Household decision role structure as a function of the level of perceived influence is the most explored aspect of FDM, (Davis and Rigaux 1974, Davis 1976, Qualls 1984). The degree of influence in household decisions is reflected in who decides or perceptions of how a decision is made. Influence is defined in the present study as the perception of the action taken by one spouse to obtain his or her most preferred decision outcome while simultaneously stopping the attainment of their spouses' most preferred outcome. Structurally, husband and wife influence is determined by an individual's perception of influence held for a particular decision, the importance of that decision, their involvement with the product, and the sex role orientation of the spouse.

Yet, mere perceptions of influence is ineffectual, unless one actually attempts to influence the other spouse's behavior. Spiro (1983) contends that it is the influence attempts by a spouse that serves as a more accurate indicator of the process of FDM. Specifically, six different influence strategies have been identified as those being the most- often employed by husbands, and wives include:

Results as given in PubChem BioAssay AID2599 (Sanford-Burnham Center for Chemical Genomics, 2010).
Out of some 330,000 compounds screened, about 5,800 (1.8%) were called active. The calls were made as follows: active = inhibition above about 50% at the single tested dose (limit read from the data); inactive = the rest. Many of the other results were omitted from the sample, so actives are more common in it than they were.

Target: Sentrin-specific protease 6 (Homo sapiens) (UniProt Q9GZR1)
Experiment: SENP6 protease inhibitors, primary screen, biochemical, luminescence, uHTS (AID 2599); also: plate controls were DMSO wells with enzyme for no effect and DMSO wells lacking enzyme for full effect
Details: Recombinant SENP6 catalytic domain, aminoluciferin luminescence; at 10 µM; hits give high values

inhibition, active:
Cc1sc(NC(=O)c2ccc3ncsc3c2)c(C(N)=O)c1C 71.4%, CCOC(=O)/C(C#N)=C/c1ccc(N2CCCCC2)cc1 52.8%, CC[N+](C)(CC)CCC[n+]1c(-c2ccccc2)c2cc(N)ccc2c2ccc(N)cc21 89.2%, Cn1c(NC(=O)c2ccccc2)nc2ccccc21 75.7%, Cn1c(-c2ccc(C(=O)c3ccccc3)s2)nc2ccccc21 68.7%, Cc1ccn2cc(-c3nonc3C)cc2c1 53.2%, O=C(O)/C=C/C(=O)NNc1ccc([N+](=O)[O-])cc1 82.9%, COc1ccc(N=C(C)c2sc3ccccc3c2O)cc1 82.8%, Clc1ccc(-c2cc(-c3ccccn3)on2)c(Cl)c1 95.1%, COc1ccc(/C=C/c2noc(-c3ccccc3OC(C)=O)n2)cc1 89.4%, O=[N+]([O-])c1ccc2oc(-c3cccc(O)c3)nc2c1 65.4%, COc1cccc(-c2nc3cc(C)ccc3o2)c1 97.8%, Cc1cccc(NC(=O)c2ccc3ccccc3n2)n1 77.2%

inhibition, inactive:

Expert- refers to the spouse who has superior information regarding decision alternatives.

Legitimate- refers to the spouse who attempts to influence the other based upon their position in the household.

Bargaining- involves an attempt by a spouse to gather influence presently to be reciprocated to the other spouse at some future date.

Reward/Referent- is an attempt by a spouse to influence the behavior of an another by offering a reward.

Emotional- involves a spouse using some emotional laden reaction in the hope of influencing the other's behavior.

Impression Management- involves any persuasive attempts by one spouse to influence the behavior of the other.

In the present study the emphasis is placed on the influence strategies used by both spouses and not the individual influences strategies themselves.